Sunday, August 31, 2014

Climbing Stories

Photo by Lisa Spangler, 2008

An afterthought, almost, before I left Flagstaff: if I wasn’t going to climb
the Humphreys Peak trail, then I’d at least walk up a low trail to the west
to look at things and place them in memory. Step, step again, raising my
feet up through tangled grasses until I slowed, then stopped, out of breath.
Hands resting on thighs, I saw it: a prayer stick, up ahead and half-hidden.

Near Tahlequah, Oklahoma, I took an ill-planned canoe ride with the man
I was seeing, through grey arroyos whose brittle layers shattered into flat
flakes when we used our paddles to push off the little canyon walls. Those
walls were covered with Dolomedes tenebrosus, spiders the size of my hand;
I left the water, climbed a ridge, slid down talus slopes to a highway below.

At Enchanted Rock, I learned how to tie in, how to wedge my fist into a crack
and pull up while pushing off my toes, how to keep my weight on my feet on
those granite ledges that seemed to shrink when I’d look down. My arms would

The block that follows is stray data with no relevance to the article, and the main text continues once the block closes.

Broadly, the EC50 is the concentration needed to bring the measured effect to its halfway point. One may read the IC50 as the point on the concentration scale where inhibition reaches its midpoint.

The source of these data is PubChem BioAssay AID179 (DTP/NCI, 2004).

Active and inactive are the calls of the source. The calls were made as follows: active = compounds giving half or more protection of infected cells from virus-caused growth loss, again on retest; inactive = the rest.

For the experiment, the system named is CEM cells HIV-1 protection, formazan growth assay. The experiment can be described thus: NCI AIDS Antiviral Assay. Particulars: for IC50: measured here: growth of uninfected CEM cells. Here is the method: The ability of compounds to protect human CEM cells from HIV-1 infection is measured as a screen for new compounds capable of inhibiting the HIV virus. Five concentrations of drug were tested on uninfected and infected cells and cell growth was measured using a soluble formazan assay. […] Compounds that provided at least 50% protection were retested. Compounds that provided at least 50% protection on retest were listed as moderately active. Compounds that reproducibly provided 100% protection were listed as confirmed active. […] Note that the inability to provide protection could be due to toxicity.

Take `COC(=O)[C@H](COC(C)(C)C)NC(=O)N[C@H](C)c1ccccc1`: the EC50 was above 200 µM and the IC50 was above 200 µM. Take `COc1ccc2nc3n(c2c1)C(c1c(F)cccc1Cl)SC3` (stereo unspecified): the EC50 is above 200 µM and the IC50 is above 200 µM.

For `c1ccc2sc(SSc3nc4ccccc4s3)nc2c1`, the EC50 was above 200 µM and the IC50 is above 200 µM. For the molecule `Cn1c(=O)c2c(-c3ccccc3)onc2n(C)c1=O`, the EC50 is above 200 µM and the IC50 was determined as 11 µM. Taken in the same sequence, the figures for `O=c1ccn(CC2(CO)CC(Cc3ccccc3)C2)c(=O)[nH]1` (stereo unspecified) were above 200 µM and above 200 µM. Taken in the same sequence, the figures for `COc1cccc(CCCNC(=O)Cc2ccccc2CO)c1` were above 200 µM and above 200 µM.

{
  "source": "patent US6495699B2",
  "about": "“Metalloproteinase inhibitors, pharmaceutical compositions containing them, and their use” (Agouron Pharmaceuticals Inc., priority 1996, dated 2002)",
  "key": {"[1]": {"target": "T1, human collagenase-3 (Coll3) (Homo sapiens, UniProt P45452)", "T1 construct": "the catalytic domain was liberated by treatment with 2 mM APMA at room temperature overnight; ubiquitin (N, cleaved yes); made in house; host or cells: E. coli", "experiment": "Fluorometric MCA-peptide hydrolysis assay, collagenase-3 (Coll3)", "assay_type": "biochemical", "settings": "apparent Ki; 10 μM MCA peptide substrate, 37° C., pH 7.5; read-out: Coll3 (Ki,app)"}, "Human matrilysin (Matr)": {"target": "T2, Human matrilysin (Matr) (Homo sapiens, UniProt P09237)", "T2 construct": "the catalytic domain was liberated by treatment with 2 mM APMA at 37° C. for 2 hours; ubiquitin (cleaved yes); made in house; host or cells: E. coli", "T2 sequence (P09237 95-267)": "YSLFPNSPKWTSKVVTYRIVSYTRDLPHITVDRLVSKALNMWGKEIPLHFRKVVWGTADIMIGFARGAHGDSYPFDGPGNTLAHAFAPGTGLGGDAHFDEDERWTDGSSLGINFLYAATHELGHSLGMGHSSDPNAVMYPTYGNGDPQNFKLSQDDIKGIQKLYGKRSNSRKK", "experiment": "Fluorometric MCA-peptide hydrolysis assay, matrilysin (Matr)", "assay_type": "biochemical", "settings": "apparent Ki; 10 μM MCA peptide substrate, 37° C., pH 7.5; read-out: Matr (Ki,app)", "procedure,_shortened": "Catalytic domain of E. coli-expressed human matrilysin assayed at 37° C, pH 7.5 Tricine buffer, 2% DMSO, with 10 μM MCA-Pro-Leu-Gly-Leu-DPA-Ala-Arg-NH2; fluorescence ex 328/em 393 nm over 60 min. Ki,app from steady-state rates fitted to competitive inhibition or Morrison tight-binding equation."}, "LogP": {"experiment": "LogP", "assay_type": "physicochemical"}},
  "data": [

cramp, my fingers bleed, and there was nothing to do but go up, up, until I felt
my top-roper’s hand; walking down, I tripped, almost pin-wheeled off the rock.

Climbing’s a site-specific poem of motion and weather and rock. Its stanzas and
breaks, its assonance and rhyme, are co-written by the climber, place, and time.
For this climber, ascents were exhausting, descents wild and uncontrolled: yet
for all my fear and bloody scrapes, for all my awkward pitches and failed grace,
what I climbed always gave me a gift: the things I could see now, closer to the sky.

Saturday, August 30, 2014


Hadley Paul Garland, "Moon Set," 2009

“While most plants open up their stomata during the day, cacti and other nocturnal plants such as the agaves and aloes open their pores at night.” - LiveScience

Opening up’s risky in a dry country. That star near our skin is desiccant,
lifting enough moisture from every pore to make our blood thick, our
thoughts parched. So we adapt, become nocturnal, move like revenants
among moonlit cacti. Even the spectrum shuts: at this midnight hour
it’s all rods and scotopic vision, no cones or colors. There’s a pulse to
these nighttime walks, the heart’s systole and diastole echoing stomata
as they close, then open. We breathe together; our spines gather dew.